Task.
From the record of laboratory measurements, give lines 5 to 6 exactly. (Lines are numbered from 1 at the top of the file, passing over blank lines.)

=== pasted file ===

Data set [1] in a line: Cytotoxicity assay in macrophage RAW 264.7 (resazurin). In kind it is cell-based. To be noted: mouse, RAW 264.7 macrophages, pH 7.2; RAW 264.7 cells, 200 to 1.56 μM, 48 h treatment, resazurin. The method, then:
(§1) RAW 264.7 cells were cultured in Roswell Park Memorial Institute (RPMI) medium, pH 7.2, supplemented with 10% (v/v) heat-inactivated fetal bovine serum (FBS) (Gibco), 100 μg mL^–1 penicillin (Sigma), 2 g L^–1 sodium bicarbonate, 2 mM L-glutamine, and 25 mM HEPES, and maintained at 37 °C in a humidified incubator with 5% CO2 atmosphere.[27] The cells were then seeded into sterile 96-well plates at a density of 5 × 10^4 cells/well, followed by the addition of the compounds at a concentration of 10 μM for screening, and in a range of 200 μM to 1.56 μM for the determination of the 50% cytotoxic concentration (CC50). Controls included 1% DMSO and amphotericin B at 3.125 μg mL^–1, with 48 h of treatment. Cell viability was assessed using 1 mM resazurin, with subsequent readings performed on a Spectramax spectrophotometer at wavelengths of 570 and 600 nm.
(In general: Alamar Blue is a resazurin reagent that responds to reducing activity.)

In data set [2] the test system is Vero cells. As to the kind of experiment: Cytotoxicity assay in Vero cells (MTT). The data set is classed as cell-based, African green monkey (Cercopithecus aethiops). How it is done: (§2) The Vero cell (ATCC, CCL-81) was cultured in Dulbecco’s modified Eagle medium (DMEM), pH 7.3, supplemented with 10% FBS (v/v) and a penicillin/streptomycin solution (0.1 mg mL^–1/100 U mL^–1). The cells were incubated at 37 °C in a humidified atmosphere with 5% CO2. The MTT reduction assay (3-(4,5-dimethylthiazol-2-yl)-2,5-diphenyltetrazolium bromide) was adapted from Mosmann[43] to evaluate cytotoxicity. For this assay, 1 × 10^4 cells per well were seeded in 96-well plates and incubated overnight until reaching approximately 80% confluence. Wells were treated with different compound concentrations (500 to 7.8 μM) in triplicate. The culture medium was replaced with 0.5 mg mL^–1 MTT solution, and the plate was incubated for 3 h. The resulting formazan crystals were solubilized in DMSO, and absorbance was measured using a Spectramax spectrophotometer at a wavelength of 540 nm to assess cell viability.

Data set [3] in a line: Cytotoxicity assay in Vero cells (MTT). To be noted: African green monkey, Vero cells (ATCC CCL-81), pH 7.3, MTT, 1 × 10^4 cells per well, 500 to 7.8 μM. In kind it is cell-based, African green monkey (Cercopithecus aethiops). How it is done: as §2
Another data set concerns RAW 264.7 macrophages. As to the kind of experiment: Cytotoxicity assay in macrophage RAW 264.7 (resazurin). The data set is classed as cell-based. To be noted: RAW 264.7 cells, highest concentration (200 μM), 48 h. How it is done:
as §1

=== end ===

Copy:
Data set [3] in a line: Cytotoxicity assay in Vero cells (MTT). To be noted: African green monkey, Vero cells (ATCC CCL-81), pH 7.3, MTT, 1 × 10^4 cells per well, 500 to 7.8 μM. In kind it is cell-based, African green monkey (Cercopithecus aethiops). How it is done: as §2
Another data set concerns RAW 264.7 macrophages. As to the kind of experiment: Cytotoxicity assay in macrophage RAW 264.7 (resazurin). The data set is classed as cell-based. To be noted: RAW 264.7 cells, highest concentration (200 μM), 48 h. How it is done: